For a moment, the thought crossed Hepzibah's mind, whether Clifford might not really have such knowledge of their deceased uncle's vanished estate as the Judge imputed to him. She remembered some vague intimations, on her brother's part, which—if the supposition were not essentially preposterous—might have been so interpreted. There had been schemes of travel and residence abroad, day-dreams of brilliant life at home, and splendid castles in the air, which it would have required boundless wealth to build and realize. Had this wealth been in her power, how gladly would Hepzibah have bestowed it all upon her iron-hearted kinsman, to buy for Clifford the freedom and seclusion of the desolate old house! But she believed that her brother's schemes were as destitute of actual substance and purpose as a child's pictures of its future life, while sitting in a little chair by its mother's knee. Clifford had none but shadowy gold at his command; and it was not the stuff to satisfy Judge Pyncheon!
Was there no help in their extremity? It seemed strange that there should be none, with a city round about her. It would be so easy to throw up the window, and send forth a shriek, at the strange agony of which everybody would come hastening to the rescue, well understanding it to be the cry of a human soul, at some dreadful crisis! But how wild, how almost laughable, the fatality,—and yet how continually it comes to pass, thought Hepzibah, in this dull delirium of a world,—that whosoever, and with however kindly a purpose, should come to help, they would be sure to help the strongest side! Might and wrong combined, like iron magnetized, are endowed with irresistible attraction. There would be Judge Pyncheon,—a person eminent in the public view, of high station and great wealth, a philanthropist, a member of Congress and of the church, and intimately associated with whatever else bestows good name,—so imposing, in these advantageous lights, that Hepzibah herself could hardly help shrinking from her own conclusions as to his hollow integrity. The Judge, on one side! And who, on the other? The guilty Clifford! Once a byword! Now, an indistinctly remembered ignominy!
Nevertheless, in spite of this perception that the Judge would draw all human aid to his own behalf, Hepzibah was so unaccustomed to act for herself, that the least word of counsel would have swayed her to any mode of action. Little Phoebe Pyncheon would at once have lighted up the whole scene, if not by any available suggestion, yet simply by the warm vivacity of her character. The idea of the artist occurred to Hepzibah. Young and unknown, mere vagrant adventurer as he was, she had been conscious of a force in Holgrave which might well adapt him to be the champion of a crisis. With this thought in her mind, she unbolted a door, cobwebbed and long disused, but which had served as a former medium of communication between her own part of the house and the gable where the wandering daguerreotypist had now established his temporary home. He was not there. A book, face downward, on the table, a roll of manuscript, a half-written sheet, a newspaper, some tools of his present occupation, and several rejected daguerreotypes, conveyed an impression as if he were close at hand. But, at this period of the day, as Hepzibah might have anticipated, the artist was at his public rooms. With an impulse of idle curiosity, that flickered among her heavy thoughts, she looked at one of the daguerreotypes, and beheld Judge Pyncheon frowning at her. Fate stared her in the face. She turned back from her fruitless quest, with a heartsinking sense of disappointment. In all her years of seclusion, she had never felt, as now, what it was to be alone. It seemed as if the house stood in a desert, or, by some spell, was made invisible to those who dwelt around, or passed beside it; so that any mode of misfortune, miserable accident, or crime might happen in it without the possibility of aid. In her grief and wounded pride, Hepzibah had spent her life in divesting herself of friends; she had wilfully cast off the support which God has ordained his creatures to need from one another; and it was now her punishment, that Clifford and herself would fall the easier victims to their kindred enemy.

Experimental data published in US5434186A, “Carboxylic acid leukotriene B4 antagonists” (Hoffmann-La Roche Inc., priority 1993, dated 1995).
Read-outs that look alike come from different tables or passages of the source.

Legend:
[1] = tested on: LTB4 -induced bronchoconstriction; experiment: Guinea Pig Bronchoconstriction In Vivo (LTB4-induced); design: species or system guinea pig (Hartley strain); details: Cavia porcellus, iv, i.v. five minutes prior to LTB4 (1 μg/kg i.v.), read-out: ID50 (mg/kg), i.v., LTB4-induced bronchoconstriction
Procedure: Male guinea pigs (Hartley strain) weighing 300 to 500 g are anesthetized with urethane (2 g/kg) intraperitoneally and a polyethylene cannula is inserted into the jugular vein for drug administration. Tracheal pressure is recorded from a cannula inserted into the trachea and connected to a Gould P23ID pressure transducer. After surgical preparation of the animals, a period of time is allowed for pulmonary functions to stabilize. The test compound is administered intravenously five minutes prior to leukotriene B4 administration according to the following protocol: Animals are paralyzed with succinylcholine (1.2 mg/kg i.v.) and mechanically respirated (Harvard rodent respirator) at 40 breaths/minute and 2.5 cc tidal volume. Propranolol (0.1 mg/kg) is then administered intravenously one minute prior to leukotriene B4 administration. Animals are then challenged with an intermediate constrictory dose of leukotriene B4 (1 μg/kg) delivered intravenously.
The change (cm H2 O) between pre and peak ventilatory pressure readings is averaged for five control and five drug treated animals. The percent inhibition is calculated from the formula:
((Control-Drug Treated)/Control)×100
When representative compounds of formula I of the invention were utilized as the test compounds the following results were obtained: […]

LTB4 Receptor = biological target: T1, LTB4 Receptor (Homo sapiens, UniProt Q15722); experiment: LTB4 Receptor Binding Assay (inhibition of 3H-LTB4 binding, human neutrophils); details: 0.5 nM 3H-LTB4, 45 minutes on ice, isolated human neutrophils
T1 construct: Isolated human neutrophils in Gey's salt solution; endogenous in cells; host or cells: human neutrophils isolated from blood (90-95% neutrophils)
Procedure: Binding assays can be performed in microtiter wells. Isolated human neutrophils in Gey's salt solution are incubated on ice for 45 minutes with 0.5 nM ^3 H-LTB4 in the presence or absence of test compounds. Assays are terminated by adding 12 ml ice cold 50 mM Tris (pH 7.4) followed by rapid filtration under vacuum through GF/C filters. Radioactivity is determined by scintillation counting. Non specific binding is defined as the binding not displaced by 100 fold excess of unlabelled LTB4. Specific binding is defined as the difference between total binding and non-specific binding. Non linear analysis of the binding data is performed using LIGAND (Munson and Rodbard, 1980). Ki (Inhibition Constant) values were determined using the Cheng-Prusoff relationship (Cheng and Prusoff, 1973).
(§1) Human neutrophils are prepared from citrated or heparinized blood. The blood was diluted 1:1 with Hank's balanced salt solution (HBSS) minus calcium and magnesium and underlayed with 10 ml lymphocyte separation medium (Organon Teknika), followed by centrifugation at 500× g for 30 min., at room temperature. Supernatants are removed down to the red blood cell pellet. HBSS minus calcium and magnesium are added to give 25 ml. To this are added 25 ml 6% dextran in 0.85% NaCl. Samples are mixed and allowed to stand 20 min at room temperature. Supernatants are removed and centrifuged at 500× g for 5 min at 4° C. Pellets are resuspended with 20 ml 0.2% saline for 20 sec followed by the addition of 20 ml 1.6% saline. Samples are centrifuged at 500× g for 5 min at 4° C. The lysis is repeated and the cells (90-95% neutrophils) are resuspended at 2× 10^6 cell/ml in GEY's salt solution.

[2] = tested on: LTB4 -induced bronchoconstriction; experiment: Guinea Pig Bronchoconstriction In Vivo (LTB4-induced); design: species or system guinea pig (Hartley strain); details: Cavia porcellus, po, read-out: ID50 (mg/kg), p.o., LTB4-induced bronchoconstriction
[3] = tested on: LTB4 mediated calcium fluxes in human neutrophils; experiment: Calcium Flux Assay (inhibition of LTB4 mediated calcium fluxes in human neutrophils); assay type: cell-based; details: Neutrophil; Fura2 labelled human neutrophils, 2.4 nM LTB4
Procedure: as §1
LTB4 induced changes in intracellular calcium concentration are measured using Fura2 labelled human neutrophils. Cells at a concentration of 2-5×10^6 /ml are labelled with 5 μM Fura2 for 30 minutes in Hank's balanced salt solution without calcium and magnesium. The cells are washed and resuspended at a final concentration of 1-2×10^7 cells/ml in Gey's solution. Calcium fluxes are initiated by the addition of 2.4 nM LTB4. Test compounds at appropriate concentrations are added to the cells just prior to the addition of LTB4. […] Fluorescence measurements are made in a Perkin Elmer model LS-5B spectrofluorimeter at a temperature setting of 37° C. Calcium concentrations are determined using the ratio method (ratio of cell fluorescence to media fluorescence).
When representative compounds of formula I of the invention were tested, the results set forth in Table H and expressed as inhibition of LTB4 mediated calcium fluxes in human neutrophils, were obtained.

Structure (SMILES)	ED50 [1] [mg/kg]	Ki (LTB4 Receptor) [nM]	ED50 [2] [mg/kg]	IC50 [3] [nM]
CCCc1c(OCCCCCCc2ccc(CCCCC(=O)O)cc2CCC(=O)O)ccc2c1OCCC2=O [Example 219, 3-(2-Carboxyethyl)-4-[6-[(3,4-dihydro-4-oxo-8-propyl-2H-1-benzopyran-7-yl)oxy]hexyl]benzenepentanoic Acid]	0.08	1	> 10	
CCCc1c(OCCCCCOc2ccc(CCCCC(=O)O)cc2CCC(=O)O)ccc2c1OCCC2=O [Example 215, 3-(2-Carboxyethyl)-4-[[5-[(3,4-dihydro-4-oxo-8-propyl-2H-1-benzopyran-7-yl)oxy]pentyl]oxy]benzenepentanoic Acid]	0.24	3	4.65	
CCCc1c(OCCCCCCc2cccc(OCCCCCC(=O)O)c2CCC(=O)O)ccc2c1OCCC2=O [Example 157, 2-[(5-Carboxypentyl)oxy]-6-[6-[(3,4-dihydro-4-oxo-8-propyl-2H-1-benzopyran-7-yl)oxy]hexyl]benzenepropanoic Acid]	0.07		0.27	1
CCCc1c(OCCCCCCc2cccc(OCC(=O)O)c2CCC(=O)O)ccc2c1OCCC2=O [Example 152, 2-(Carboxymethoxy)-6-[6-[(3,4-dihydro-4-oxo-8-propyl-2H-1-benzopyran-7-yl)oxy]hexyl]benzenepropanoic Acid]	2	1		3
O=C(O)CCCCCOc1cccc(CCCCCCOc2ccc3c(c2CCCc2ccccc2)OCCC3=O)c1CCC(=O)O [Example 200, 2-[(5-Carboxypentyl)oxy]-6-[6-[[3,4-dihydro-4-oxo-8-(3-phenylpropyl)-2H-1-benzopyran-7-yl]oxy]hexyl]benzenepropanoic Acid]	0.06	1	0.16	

Returning to the arched window, she lifted her eyes,—scowling, poor, dim-sighted Hepzibah, in the face of Heaven!—and strove hard to send up a prayer through the dense gray pavement of clouds. Those mists had gathered, as if to symbolize a great, brooding mass of human trouble, doubt, confusion, and chill indifference, between earth and the better regions. Her faith was too weak; the prayer too heavy to be thus uplifted. It fell back, a lump of lead, upon her heart. It smote her with the wretched conviction that Providence intermeddled not in these petty wrongs of one individual to his fellow, nor had any balm for these little agonies of a solitary soul; but shed its justice, and its mercy, in a broad, sunlike sweep, over half the universe at once. Its vastness made it nothing. But Hepzibah did not see that, just as there comes a warm sunbeam into every cottage window, so comes a lovebeam of God's care and pity for every separate need.
At last, finding no other pretext for deferring the torture that she was to inflict on Clifford,—her reluctance to which was the true cause of her loitering at the window, her search for the artist, and even her abortive prayer,—dreading, also, to hear the stern voice of Judge Pyncheon from below stairs, chiding her delay,—she crept slowly, a pale, grief-stricken figure, a dismal shape of woman, with almost torpid limbs, slowly to her brother's door, and knocked!
There was no reply.